Cortland County may lose $9,000 in federal aid to help victims of child abuse.
And this is Child Abuse Prevention Month.
District Attorney Patrick Perfetti said this week he is not sure whether to expect word that the federal funds will be restored from the National Children’s Alliance, the accrediting body for children’s advocacy centers.
The money funds advocacy services for victims of child abuse and was cut recently. Perfetti expects word on whether it will be restored later in April.
The center has one full-time staff member who does both advocacy and prevention work in schools.
This position’s salary is covered by the center’s budget, funded through a $130,000 state grant from the state Office of Children and Family Services.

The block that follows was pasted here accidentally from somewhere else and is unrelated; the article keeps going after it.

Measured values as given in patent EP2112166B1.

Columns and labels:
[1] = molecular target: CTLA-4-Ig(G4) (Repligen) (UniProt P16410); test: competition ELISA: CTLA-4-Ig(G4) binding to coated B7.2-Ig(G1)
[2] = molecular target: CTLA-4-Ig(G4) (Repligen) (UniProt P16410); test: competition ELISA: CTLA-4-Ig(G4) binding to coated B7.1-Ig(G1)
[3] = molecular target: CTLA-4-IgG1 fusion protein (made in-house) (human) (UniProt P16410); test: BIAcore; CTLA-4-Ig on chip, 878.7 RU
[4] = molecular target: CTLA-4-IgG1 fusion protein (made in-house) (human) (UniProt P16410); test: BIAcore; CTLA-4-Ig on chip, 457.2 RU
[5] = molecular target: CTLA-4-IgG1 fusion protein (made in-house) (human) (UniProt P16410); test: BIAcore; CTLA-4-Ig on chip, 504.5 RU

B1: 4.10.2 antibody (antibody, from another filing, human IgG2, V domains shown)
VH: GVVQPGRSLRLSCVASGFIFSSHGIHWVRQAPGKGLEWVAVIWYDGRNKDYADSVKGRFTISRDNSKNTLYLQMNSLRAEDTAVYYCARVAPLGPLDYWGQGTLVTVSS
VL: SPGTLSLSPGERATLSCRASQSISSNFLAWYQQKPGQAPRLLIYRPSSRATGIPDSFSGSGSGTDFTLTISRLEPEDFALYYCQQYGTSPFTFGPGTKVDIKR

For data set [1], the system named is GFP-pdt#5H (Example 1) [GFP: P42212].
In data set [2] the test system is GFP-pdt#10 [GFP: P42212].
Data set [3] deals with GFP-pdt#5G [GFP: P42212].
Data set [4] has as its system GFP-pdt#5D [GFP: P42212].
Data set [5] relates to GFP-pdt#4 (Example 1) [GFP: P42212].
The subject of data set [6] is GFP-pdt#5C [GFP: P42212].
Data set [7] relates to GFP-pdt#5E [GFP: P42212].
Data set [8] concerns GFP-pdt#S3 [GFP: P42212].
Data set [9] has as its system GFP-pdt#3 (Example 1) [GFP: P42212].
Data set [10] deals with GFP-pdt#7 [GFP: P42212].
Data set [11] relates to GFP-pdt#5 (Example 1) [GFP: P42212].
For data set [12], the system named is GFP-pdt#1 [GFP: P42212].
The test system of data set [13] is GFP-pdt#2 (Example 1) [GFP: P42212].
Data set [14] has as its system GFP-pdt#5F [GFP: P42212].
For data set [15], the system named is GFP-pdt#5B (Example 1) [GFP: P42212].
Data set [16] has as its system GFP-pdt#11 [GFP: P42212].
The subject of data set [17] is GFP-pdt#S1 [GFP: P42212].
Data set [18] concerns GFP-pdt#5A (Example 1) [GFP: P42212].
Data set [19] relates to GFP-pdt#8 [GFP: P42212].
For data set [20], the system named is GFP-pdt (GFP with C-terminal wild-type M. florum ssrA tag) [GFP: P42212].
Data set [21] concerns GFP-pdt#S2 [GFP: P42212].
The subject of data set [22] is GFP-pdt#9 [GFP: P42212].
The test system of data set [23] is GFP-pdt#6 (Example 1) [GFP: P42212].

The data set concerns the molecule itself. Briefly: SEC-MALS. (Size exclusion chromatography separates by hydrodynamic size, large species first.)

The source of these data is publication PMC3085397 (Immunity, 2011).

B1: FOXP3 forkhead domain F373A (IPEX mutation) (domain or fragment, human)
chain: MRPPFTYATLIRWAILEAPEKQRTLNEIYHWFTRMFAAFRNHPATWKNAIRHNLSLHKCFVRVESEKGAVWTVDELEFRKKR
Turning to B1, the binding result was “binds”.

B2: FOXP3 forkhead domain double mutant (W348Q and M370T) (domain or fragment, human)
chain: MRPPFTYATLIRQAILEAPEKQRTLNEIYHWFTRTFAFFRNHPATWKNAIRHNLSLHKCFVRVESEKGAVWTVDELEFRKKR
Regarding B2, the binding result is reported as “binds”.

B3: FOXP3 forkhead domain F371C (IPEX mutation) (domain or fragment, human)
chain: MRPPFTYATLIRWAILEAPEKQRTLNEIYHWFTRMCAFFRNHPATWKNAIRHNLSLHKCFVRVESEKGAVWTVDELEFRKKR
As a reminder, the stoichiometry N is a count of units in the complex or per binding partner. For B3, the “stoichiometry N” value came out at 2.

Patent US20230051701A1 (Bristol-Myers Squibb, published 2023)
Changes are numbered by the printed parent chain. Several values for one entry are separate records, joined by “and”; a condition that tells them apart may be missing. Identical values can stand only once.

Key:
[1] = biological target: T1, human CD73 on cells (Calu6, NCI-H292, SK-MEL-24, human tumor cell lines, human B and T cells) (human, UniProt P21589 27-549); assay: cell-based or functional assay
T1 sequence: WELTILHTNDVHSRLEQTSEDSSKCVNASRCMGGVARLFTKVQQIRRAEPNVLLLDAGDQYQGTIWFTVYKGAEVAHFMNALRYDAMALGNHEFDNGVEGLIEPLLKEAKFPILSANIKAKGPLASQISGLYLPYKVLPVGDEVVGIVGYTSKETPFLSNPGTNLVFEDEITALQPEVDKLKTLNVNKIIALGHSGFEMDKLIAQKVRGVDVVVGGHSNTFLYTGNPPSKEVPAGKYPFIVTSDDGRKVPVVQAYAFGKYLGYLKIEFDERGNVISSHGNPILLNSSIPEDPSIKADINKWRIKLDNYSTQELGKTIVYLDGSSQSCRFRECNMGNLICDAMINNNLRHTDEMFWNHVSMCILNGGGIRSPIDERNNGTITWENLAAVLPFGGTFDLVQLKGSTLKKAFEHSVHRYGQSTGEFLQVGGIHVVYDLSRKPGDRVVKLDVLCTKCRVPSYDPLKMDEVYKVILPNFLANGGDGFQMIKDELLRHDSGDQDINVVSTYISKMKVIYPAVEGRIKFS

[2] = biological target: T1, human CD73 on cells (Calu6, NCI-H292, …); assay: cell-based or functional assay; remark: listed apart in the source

But the center could use a staff member devoted solely to advocacy, said Director Kris Beard. Advocates provide support and referrals for services like counseling and medical evaluations to families after a report of abuse.
About $2,000 of the cut funds would have gone to buy books for the children, but the fundraising arm of the center, the Friends of the Cortland County Child Advocacy Center, will try to fill that gap, Beard said.
Perfetti said cost-saving measures in his office could help absorb the loss, like a salary being shared between agencies.
However, he is confident that if he needs to seek funding from the county, he could get it.
“The Legislature finds value in a properly staffed CAC,” he said. “Ten thousand dollars in the grand scheme of things is not a lot of money.”